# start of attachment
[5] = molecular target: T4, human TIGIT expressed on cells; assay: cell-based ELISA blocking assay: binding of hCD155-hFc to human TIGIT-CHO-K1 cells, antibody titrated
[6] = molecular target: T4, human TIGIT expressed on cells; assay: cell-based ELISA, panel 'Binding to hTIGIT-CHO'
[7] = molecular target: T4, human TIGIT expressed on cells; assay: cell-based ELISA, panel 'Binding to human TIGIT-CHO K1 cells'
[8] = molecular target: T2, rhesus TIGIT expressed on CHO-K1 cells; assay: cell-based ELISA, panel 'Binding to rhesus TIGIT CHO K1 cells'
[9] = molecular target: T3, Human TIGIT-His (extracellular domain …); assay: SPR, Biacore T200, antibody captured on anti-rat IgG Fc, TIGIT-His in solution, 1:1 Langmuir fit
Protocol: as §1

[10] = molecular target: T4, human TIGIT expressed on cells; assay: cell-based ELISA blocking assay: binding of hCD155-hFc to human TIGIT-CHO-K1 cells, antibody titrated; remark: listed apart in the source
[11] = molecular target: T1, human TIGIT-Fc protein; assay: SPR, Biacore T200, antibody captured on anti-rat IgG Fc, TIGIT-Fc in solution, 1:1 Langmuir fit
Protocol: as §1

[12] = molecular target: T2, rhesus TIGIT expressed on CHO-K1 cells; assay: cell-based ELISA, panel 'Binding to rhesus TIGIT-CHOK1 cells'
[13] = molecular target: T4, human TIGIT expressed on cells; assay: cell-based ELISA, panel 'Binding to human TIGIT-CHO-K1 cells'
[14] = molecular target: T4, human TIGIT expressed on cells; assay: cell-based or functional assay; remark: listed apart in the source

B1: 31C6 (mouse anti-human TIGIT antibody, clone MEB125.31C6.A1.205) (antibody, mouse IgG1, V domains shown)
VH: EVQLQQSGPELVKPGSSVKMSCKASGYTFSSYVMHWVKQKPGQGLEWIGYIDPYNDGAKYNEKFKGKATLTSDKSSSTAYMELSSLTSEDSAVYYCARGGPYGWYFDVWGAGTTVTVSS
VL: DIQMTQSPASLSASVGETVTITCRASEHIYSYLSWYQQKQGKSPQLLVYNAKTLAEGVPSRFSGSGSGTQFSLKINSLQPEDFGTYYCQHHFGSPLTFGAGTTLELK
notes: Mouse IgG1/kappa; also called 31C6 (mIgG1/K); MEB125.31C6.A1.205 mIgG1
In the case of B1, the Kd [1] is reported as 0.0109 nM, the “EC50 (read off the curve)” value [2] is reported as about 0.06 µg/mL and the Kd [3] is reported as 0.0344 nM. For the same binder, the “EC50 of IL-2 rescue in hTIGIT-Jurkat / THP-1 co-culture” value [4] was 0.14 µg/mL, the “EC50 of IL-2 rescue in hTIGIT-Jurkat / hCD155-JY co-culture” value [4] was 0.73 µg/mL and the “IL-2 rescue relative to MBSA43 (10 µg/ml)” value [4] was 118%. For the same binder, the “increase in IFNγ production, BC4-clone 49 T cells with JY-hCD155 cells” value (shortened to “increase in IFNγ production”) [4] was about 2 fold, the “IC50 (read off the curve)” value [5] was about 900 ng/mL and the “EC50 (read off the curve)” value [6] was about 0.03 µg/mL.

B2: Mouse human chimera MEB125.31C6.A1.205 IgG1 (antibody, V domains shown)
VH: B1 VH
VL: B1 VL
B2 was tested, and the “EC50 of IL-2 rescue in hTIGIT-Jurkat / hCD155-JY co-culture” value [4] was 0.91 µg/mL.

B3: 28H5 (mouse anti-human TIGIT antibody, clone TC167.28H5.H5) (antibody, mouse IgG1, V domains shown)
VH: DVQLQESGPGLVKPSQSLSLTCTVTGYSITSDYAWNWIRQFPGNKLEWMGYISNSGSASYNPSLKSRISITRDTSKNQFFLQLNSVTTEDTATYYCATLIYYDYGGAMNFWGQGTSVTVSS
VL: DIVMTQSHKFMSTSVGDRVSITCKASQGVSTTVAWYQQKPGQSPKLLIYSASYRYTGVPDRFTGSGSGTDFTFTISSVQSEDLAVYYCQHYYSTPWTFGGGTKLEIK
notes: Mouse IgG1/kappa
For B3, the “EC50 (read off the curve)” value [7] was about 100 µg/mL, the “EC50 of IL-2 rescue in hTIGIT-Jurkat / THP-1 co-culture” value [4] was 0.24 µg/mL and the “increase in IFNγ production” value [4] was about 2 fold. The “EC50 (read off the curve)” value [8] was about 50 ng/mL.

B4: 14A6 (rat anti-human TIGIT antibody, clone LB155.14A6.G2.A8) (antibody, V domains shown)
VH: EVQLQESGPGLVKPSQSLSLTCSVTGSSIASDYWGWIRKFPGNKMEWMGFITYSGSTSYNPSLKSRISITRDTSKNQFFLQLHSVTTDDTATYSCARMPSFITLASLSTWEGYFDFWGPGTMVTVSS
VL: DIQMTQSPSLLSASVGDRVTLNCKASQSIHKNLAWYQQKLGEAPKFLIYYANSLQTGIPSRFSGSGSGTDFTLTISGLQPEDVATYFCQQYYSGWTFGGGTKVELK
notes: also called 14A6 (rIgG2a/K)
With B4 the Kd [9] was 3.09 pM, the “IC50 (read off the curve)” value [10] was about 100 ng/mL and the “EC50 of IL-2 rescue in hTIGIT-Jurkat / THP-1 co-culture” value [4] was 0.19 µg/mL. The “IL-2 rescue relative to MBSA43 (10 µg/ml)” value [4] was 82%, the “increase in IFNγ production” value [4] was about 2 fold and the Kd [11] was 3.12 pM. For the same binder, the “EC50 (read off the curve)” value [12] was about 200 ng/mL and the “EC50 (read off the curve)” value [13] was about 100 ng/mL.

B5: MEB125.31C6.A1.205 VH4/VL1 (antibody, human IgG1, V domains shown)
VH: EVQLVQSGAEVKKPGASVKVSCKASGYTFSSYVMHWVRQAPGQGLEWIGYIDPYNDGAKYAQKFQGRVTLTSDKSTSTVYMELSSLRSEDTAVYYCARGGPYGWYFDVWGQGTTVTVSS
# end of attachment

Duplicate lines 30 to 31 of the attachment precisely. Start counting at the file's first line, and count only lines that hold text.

notes: also called 14A6 (rIgG2a/K)
With B4 the Kd [9] was 3.09 pM, the “IC50 (read off the curve)” value [10] was about 100 ng/mL and the “EC50 of IL-2 rescue in hTIGIT-Jurkat / THP-1 co-culture” value [4] was 0.19 µg/mL. The “IL-2 rescue relative to MBSA43 (10 µg/ml)” value [4] was 82%, the “increase in IFNγ production” value [4] was about 2 fold and the Kd [11] was 3.12 pM. For the same binder, the “EC50 (read off the curve)” value [12] was about 200 ng/mL and the “EC50 (read off the curve)” value [13] was about 100 ng/mL.